KUCHING: The government through the Ministry of Health (MoH) must restart the nationwide human papillomavirus (HPV) vaccination programme for 13-year-old girls in secondary schools next year.
In making this call, Bandar Kuching MP Dr Kelvin Yii stated that the government must also prioritise implementing a comprehensive catch-up vaccination programme in 2023 for girls who missed their shots from 2020 to 2022 due to the Covid-19 pandemic.
“I welcome the statement by Health Minister Khairy Jamaluddin that reaffirmed he sees cervical cancer as a disease that can be eliminated at the recent MoH townhall session in Sarawak General Hospital (SGH).
“Cervical cancer is the third most common cancer among women in Malaysia and it is mainly caused by HPV. HPV vaccines by preventing HPV infections can protect individuals against 90 per cent of HPV related cancers,” he said in a statement today.
He pointed out that a comprehensive blueprint to ensure the proper implementation of the vaccination programme is a top priority which must be clearly reflected in the upcoming Budget 2023.
In pointing this out, he said the National Cancer Society of Malaysia (NCSM) recently released worrying statistics where over half a million teenage girls in Malaysian secondary schools are estimated to have missed their HPV jabs due to school closures during the Covid-19 pandemic and diversion of funding to Covid-19 programmes.
Based on the HPV vaccination rate in previous years, at least 176,944 and 186,593 13-year-old girls would have missed their HPV shots in the disruption of the National Immunisation Programme (NIP) in 2020 and 2021 respectively.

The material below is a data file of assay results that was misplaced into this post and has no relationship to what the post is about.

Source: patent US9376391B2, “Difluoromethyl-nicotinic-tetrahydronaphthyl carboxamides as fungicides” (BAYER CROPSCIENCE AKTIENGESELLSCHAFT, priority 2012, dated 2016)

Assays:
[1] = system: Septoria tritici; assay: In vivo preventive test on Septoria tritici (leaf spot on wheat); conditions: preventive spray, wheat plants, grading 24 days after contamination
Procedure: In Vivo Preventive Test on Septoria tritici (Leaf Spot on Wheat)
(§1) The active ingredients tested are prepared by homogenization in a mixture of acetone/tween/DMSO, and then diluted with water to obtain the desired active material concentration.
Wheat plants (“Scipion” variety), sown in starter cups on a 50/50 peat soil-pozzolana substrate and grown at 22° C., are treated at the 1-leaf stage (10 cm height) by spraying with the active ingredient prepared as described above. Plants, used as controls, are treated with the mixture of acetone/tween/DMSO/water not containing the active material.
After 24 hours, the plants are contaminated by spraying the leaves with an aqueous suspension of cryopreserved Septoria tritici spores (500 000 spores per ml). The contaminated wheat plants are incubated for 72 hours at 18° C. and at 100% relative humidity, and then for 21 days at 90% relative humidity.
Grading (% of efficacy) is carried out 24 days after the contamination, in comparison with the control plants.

A further 200,000 girls in this cohort are estimated to have missed out their vaccinations this year, leading to at least 560,000 teenagers in Malaysian secondary schools missing out on their HPV vaccination that prevents cervical cancer.
“Based on the NCSM report, there was a reduction of inoculations across almost all states from 2020 to 2022. In Sarawak, we saw a reduction of successful inoculations from 30 per cent in 2020 to 12.5 per cent in 2022.
“This worrying statistics has to be taken seriously, thus the urgent need to restart and re-prioritise the vaccination programme on top of implementing a comprehensive catch-up plan to protect girls from this deadly virus,” he explained.
He said such an issue should not only be in the hands of the federal government or MoH, but on the agenda of state governments and other ministries such as the Ministry of Women, Family, and Community Development whether on a federal or state level.
“I do hope such plans will be clearly reflected in both the 2023 Budget and in the Health White Paper that Khairy intends to table in Parliament by year end,” he added.